Looking back, Alexandra Styron can see that her father, novelist William Styron, likely suffered depression much of his life. But as the youngest of four children, all she knew was the need to tip-toe around the man she remembers as both a looming figure whose stories “scared the crap of out me,” and a sweet man with whom she spent a lot of alone time.
In her book, a memoir titled Reading My Father (Scribner, 2011), Alexandra explores her father’s history through his writings. She examines his published works including famous novel, Sophie’s Choice, and his privately penned conversations with past loves, friends, and his father – all now a part of the William Styron Papers, kept at Duke University. There, in her father’s archived voice, she discovers parts of him she hadn’t previously known – – and in the process, unearths truths about herself.
William Styron was formally diagnosed with major depression at age 60. “He was a big drinker,” says Alexandra. She believes that like many who suffer depression, her father self-medicated in an effort to “mask or inhibit” his symptoms. Alexandra begins her memoir with an oft told family story about being left in the care of her older siblings then 7 and 9. Still just a baby, too young to walk, little Alexandra tumbled down the basement stairs in her walker. As their little sister’s forehead swelled, her brother Tommy, and sister Polly, waited in fear for their mother to come home.
Alexandra was in her thirties before she knew the whole truth – – her father had been upstairs sleeping the entire time. The children had been too terrified to wake him up to ask for help By day, Alexandra remembers her father as a bit of recluse who held what she calls, “Thinly veiled hostility toward any person interrupting his daily flow.” By night, however, heralded by the “screech-and-bang” of the screen door to the “little shack” in which he worked, a much friendlier man emerged. As sunlight ebbed, her father would be “good and tight,” says Alexandra, who recalls him entertaining famous people on summer evenings at Martha’s Vineyard. People like Teddy Kennedy and Frank Sinatra were commonplace, and her father partied the evenings away. But when alcohol no longer physically agreed with him, symptoms of depression became clear.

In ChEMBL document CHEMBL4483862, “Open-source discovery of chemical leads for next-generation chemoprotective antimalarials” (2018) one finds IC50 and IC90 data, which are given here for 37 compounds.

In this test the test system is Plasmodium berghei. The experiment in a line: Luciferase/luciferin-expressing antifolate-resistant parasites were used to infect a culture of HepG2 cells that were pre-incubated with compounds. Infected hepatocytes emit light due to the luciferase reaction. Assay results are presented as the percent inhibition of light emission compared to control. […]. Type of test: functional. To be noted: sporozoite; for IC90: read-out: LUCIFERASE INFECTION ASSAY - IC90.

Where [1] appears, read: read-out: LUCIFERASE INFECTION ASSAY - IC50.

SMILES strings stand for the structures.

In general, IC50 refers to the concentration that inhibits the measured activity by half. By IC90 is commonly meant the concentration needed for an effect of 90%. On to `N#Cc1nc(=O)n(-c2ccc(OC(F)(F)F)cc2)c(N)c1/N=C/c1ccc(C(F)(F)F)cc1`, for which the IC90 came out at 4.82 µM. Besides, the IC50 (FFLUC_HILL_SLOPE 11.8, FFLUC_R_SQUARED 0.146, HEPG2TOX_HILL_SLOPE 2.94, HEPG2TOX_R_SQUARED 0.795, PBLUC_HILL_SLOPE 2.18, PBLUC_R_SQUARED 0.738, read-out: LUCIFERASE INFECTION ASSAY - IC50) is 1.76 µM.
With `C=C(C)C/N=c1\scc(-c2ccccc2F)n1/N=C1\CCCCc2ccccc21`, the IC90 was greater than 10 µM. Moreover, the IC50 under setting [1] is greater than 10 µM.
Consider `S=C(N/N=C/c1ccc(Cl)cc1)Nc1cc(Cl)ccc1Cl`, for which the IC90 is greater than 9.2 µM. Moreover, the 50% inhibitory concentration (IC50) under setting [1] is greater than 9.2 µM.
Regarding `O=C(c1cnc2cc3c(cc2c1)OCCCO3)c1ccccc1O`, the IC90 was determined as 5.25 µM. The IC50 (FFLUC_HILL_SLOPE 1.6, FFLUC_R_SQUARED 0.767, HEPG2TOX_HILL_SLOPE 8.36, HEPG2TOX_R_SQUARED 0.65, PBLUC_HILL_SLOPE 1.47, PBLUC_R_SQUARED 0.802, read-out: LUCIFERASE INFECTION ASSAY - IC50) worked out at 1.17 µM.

Hospitalization helped Styron for a time. Once released, he wrote a memoir about the experience. That bestselling book, Darkness Visible: A Memoir of Madness (1992, Knopf), chronicled his depressive descent and narrow escape from suicide. The depression returned, however, and gravely interfered with Styron’s writing.
Now an adult, Alexandra watched along with the rest of the family as her father suffered paranoid delusions and intense hypochondria. They also watched him deteriorate physically, some of his symptoms the byproducts of pharmacological treatments and others not so easily traced. Two bouts of oral cancer made speaking difficult for the man who at one time found great joy in telling scary stories to his youngest daughter. It was heartbreaking to witness the decline of her once vital father. His inability to find pleasure caused him to stop eating and become malnourished. The depression weighted him into a semi-paralysis that kept him glued to the sofa, refusing to participate in his own recovery.
At her father’s funeral, Alexandra shared some of his frightful stories. Like many parents, she takes a similar joy at teasing her children, but is careful to let them in on the joke. “Just the other night we were out in the dark and the kids were scared,” she says. “I had the instinct to say ‘woo-woo,’ then thought ‘oh no, don’t do that,’ and we all laughed.” Sometimes, her father’s stories left her hanging on edge. Alexandra is very much her father’s daughter, gifted with his writer’s gene. However, she inherited her mother’s “much less fragile chemistry.”
Though aware depression seems to have a genetic component and is more prevalent in some families, she’s not overly concerned. “It’s good to know, so you can be alert and aware of signs,” she says, adding that worry doesn’t occupy her time. Alexandra says she has a “persistent capacity for optimism.” This outlook shines through when she shares advice with others struggling to help a family member who is depressed. “The most challenging aspect of the illness is this sort of separation from any capacity for joy,” she says. “Family members often take this personally.” It can be frustrating when a wife or daughter or close friend can’t break through to the person she describes as being “stuck behind a wall of depression.” What’s needed, she says, is “a Zen-like patience family members have to come to.” Trust that your presence and support helps, she says, “Even when nothing appears to be getting through.”
Though Alexandra hesitates to find a “silver lining” in the depression of a loved one, she found something similar. “Depression can be a window into reshaping your relationship,” she says. “Sometimes there are tight bonds to begin with, and sometimes not. But you can reach across and find a new relationship and a new life with someone.” Of the ties within her family, she says, “In my father’s darkest moments, we could come together where we hadn’t before. I’m grateful we had that before he died.” On a more personal note, Alexandra says that although her father’s depression brought “sorrow and difficulty,” his vulnerability made her want to understand him more. “Things that were good and true came out of it for me.”
Alexandra recently put together a five-part video series, “How to Write your Family Story of Depression.” In the series, she shares her expertise on writing about the highly personal experience of family mental illness. Watch the first video of the series.
Photo courtesy of: ©Alfred Eisenstaedt.